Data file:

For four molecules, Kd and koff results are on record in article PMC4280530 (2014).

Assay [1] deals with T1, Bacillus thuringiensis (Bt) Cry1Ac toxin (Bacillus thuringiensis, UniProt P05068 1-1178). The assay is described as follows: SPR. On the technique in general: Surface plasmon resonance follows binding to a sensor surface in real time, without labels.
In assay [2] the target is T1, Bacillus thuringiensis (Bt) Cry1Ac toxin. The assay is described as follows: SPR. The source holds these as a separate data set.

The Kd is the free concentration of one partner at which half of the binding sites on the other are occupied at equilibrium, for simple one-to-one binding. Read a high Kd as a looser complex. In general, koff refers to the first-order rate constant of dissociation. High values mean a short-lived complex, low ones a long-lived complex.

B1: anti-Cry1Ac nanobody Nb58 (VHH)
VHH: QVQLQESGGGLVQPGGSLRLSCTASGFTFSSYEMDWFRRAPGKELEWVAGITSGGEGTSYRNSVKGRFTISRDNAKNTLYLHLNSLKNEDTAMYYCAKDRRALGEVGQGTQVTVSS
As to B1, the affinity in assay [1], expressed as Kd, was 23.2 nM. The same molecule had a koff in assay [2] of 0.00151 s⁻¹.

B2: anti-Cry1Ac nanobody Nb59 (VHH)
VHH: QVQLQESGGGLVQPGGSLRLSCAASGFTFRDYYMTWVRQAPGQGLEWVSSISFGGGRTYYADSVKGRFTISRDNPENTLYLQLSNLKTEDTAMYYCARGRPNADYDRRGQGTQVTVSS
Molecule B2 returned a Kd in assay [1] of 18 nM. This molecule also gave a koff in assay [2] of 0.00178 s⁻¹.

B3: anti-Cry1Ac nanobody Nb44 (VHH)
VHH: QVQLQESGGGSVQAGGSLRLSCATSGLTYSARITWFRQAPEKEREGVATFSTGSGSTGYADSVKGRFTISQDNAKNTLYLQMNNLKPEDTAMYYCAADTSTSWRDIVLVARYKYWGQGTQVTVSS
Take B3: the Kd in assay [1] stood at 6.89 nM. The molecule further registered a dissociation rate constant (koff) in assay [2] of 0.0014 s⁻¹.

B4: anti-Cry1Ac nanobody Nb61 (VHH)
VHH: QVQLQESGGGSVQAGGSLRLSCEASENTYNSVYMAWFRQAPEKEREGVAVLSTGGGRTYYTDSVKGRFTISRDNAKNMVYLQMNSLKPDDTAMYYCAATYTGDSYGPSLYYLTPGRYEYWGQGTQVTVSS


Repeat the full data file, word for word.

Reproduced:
For four molecules, Kd and koff results are on record in article PMC4280530 (2014).

Assay [1] deals with T1, Bacillus thuringiensis (Bt) Cry1Ac toxin (Bacillus thuringiensis, UniProt P05068 1-1178). The assay is described as follows: SPR. On the technique in general: Surface plasmon resonance follows binding to a sensor surface in real time, without labels.
In assay [2] the target is T1, Bacillus thuringiensis (Bt) Cry1Ac toxin. The assay is described as follows: SPR. The source holds these as a separate data set.

The Kd is the free concentration of one partner at which half of the binding sites on the other are occupied at equilibrium, for simple one-to-one binding. Read a high Kd as a looser complex. In general, koff refers to the first-order rate constant of dissociation. High values mean a short-lived complex, low ones a long-lived complex.

B1: anti-Cry1Ac nanobody Nb58 (VHH)
VHH: QVQLQESGGGLVQPGGSLRLSCTASGFTFSSYEMDWFRRAPGKELEWVAGITSGGEGTSYRNSVKGRFTISRDNAKNTLYLHLNSLKNEDTAMYYCAKDRRALGEVGQGTQVTVSS
As to B1, the affinity in assay [1], expressed as Kd, was 23.2 nM. The same molecule had a koff in assay [2] of 0.00151 s⁻¹.

B2: anti-Cry1Ac nanobody Nb59 (VHH)
VHH: QVQLQESGGGLVQPGGSLRLSCAASGFTFRDYYMTWVRQAPGQGLEWVSSISFGGGRTYYADSVKGRFTISRDNPENTLYLQLSNLKTEDTAMYYCARGRPNADYDRRGQGTQVTVSS
Molecule B2 returned a Kd in assay [1] of 18 nM. This molecule also gave a koff in assay [2] of 0.00178 s⁻¹.

B3: anti-Cry1Ac nanobody Nb44 (VHH)
VHH: QVQLQESGGGSVQAGGSLRLSCATSGLTYSARITWFRQAPEKEREGVATFSTGSGSTGYADSVKGRFTISQDNAKNTLYLQMNNLKPEDTAMYYCAADTSTSWRDIVLVARYKYWGQGTQVTVSS
Take B3: the Kd in assay [1] stood at 6.89 nM. The molecule further registered a dissociation rate constant (koff) in assay [2] of 0.0014 s⁻¹.

B4: anti-Cry1Ac nanobody Nb61 (VHH)
VHH: QVQLQESGGGSVQAGGSLRLSCEASENTYNSVYMAWFRQAPEKEREGVAVLSTGGGRTYYTDSVKGRFTISRDNAKNMVYLQMNSLKPDDTAMYYCAATYTGDSYGPSLYYLTPGRYEYWGQGTQVTVSS